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Little Boots remade in ‘Working Girl’

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After disheartening experiences in the music business, Little Boots created her own company and self-released her most recent recording. (Courtesy photo)

Victoria Hesketh’s private joke started a couple of years ago, when the women traveling on her tour bus, outnumbered by men, rediscovered classic 1980s female-empowerment flicks like “Working Girl.”

“When we watched that movie, we were like, ‘Oh, my God! We all need to start wearing massive blazers and going around pretending to be bosses!’ But once you start pretending, people start believing you. And before you know it, you are actually doing it, making something happen,” says the synth-pop singer, aka Little Boots, who appears in San Francisco this week.

Like Melanie Griffith’s underdog personal assistant Tess in the 1988 film, the British artist was quite literally sick of working for the man. So she ditched her male-dominated major label, and – inspired by Swedish rocker Robyn (who launched the popular Konichiwa imprint from her Stockholm kitchen) – set up a company called On Repeat Records, naming herself CEO.

Its first release is the new, third Little Boots effort, titled “Working Girl,” which features Hesketh in campy shoulder-padded glory in the cover photo: “I love that late-’80s, early-‘90s look. The hair was incredible and so was the makeup, with lots of blue and green eyeliner,” she says.

The album opens with a droll answering-machine message, which prompts listeners to stop pushing buttons and go accomplish something instead – like Hesketh did.

Then, in autobiographical tracks more lounge-muted than thumping (“Heroine,” “The Game,” “No Pressure,” “Business Pleasure”), she tells the story of how she finally had had enough, after losing control of both her creativity and career.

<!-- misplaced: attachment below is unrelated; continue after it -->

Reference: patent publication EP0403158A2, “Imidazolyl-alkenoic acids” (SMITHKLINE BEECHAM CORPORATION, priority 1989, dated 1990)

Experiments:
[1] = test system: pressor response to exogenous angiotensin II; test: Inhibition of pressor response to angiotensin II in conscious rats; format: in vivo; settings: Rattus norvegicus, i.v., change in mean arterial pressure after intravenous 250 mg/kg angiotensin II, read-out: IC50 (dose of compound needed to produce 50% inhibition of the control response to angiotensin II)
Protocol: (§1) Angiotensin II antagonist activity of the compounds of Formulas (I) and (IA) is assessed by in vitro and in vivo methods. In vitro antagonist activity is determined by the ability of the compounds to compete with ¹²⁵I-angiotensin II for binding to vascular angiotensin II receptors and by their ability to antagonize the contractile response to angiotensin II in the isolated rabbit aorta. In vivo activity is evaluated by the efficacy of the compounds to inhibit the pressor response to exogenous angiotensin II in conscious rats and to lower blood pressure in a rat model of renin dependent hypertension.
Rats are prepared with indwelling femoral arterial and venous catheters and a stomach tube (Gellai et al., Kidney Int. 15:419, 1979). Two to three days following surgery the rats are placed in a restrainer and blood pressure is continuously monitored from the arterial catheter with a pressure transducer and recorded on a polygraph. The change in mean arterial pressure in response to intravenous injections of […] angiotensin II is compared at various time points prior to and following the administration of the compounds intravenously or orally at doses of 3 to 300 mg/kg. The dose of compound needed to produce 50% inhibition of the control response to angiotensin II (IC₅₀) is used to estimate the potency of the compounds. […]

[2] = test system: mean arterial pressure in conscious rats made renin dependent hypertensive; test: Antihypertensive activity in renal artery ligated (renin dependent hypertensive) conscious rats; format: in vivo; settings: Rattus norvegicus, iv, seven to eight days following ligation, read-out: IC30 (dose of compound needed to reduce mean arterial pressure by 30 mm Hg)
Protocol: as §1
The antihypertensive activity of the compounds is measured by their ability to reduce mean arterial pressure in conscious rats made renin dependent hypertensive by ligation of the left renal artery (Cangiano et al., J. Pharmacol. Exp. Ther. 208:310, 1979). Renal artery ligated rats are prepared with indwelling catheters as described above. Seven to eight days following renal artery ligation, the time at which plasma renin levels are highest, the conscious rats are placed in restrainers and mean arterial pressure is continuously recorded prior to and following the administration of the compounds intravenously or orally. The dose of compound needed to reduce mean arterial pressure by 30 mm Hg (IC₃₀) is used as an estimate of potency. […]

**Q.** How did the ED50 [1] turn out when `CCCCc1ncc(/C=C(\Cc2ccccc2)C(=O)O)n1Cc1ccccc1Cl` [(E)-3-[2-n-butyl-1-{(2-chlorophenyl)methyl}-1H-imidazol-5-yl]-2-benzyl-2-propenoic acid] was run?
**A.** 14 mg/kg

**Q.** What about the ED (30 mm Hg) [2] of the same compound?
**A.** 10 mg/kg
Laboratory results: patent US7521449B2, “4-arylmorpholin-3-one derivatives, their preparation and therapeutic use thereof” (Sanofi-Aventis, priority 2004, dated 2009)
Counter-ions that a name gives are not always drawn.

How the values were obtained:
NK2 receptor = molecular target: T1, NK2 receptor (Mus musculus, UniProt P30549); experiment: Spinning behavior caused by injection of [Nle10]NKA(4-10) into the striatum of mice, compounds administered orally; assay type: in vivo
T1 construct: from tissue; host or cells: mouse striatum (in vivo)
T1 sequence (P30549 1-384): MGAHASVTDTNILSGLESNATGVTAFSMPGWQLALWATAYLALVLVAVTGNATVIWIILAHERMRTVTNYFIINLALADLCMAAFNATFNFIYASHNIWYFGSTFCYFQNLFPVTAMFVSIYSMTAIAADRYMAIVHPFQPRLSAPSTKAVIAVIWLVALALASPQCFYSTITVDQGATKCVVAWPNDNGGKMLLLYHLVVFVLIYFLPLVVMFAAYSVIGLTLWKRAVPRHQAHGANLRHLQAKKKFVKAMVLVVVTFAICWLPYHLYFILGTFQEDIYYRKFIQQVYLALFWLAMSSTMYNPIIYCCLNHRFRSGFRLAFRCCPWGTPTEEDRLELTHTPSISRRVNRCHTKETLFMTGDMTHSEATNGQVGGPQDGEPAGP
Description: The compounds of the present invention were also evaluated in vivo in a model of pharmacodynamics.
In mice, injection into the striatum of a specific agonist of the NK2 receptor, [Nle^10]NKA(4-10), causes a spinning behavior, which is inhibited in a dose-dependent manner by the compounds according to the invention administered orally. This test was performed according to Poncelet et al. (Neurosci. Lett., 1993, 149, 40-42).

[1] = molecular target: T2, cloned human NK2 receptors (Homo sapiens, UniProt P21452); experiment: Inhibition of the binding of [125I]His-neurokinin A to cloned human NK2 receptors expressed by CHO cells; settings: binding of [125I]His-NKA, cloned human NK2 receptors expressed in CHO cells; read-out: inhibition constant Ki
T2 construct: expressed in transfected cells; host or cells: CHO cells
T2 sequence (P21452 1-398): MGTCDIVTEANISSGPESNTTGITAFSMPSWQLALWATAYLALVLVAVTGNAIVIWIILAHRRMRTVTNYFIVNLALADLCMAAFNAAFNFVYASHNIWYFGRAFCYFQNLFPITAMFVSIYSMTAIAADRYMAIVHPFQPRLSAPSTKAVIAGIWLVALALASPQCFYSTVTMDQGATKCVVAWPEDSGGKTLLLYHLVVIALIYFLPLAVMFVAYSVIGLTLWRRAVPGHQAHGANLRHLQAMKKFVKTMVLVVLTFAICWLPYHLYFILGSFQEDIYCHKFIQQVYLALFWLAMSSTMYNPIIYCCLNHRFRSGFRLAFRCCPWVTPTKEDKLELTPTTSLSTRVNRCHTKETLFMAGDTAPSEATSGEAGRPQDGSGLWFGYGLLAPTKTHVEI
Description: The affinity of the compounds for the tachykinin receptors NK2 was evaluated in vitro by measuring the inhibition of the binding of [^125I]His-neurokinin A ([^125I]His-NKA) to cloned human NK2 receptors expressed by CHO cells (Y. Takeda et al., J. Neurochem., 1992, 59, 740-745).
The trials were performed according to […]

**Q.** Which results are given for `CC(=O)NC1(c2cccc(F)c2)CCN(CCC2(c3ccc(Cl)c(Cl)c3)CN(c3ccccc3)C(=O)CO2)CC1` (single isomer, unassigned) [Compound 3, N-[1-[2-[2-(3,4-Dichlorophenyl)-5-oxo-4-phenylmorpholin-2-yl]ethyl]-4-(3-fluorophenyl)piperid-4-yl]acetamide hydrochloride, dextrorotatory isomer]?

“This record is where I really got into my swing again, and figured out what I am and how to get that across,” she says.

After the keyboardist’s dazzling 2009 debut “Hands,” her autonomy began slipping away. Execs told her to look and act a certain way, wrongly viewing her as the English answer to Lady Gaga. They even airbrushed her artwork to underscore the image.

“There were moments where I was dolled up to the nines, with fake hair, fake eyelashes, and not too far from a drag queen,” she says, sighing. “I began to wonder which part of me was actually real anymore.”

Little Boots was flown to exotic corporate gigs, told to play for disinterested suits, but saw no profit. Now, she licenses her music to distributors worldwide, keeps tabs on every cent, and hires publicity and marketing teams as needed.

“I found it frustrating when I wasn’t in charge of things,” she says. “So basically, I’m just a massive control freak. And a bossy cow!”

Little Boots
Where: Rickshaw Stop, 155 Fell St., S.F.
When: 9 p.m. July 17
Tickets: $20 to $25
Contact: (415) 861-2011, www.snagtickets.com

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